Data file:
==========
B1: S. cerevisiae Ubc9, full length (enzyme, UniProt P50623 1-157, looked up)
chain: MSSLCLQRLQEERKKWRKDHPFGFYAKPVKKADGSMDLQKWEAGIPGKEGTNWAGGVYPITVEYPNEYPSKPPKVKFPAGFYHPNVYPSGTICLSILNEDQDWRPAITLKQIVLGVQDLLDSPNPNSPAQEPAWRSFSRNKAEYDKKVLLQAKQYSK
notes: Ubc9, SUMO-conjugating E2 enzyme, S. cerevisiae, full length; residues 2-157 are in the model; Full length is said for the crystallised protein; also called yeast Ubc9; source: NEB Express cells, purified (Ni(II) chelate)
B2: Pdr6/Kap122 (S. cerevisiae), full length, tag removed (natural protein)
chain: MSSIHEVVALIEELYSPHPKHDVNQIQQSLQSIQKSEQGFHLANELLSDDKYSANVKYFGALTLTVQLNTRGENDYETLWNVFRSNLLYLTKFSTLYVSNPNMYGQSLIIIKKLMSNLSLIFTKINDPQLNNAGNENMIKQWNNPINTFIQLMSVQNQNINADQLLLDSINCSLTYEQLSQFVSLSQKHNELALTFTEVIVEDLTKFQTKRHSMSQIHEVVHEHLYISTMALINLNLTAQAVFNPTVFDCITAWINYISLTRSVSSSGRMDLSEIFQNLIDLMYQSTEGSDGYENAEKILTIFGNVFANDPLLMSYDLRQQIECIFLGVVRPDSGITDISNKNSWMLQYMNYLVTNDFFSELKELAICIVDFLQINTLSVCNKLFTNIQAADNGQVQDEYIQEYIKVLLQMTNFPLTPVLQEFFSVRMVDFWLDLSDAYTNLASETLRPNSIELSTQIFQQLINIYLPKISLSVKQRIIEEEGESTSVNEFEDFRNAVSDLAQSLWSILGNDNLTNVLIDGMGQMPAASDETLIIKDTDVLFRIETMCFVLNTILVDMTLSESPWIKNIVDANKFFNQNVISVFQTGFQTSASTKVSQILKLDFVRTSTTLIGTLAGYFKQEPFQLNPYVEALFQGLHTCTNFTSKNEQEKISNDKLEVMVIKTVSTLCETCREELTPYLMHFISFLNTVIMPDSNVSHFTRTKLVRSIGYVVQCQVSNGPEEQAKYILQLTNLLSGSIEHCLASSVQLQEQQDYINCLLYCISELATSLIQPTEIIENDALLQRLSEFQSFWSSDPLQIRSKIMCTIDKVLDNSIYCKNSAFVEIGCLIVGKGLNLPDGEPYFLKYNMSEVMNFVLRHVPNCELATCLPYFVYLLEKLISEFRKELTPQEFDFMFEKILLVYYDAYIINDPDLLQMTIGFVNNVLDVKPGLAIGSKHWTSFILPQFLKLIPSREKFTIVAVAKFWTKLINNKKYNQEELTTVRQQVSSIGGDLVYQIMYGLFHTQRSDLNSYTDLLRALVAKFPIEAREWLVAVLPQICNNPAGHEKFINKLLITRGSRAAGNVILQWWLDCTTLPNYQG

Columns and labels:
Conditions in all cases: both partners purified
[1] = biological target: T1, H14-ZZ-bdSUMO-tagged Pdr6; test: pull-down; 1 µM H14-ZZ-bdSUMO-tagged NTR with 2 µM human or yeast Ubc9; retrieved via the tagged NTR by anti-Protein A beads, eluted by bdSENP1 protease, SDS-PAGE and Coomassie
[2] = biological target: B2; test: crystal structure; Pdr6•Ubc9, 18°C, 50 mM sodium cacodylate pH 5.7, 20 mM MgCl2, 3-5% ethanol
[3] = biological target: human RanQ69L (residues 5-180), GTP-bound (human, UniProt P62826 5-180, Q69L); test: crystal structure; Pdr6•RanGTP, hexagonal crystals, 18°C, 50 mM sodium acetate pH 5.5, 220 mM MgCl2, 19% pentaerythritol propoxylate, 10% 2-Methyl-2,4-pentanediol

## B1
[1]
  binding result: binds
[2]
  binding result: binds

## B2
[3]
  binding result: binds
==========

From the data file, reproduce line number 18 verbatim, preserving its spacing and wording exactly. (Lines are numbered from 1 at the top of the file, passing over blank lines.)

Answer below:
  binding result: binds